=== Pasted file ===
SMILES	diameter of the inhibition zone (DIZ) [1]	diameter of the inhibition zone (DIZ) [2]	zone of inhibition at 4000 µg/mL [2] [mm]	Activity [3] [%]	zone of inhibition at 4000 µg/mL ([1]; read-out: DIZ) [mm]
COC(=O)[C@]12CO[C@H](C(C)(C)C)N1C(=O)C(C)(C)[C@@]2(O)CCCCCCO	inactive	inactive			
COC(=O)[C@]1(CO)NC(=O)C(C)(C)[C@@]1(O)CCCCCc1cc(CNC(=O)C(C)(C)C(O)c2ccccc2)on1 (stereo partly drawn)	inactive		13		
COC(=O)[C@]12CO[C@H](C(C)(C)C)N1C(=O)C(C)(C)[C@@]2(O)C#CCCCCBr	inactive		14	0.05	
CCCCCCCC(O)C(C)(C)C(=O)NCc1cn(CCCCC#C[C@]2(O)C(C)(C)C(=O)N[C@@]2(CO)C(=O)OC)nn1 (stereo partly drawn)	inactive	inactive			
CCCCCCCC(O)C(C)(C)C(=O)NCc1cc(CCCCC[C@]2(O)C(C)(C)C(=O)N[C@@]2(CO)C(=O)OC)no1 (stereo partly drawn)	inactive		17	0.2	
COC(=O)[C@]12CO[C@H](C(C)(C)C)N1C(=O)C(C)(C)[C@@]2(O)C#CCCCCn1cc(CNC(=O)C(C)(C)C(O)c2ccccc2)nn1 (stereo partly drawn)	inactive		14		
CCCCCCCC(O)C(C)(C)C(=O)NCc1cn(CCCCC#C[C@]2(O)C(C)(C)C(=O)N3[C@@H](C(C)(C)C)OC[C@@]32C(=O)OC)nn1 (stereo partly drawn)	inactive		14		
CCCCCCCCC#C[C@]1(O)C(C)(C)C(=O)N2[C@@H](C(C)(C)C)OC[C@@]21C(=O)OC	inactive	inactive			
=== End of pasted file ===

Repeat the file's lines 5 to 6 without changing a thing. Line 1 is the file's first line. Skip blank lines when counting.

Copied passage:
CCCCCCCC(O)C(C)(C)C(=O)NCc1cn(CCCCC#C[C@]2(O)C(C)(C)C(=O)N[C@@]2(CO)C(=O)OC)nn1 (stereo partly drawn)	inactive	inactive			
CCCCCCCC(O)C(C)(C)C(=O)NCc1cc(CCCCC[C@]2(O)C(C)(C)C(=O)N[C@@]2(CO)C(=O)OC)no1 (stereo partly drawn)	inactive		17	0.2	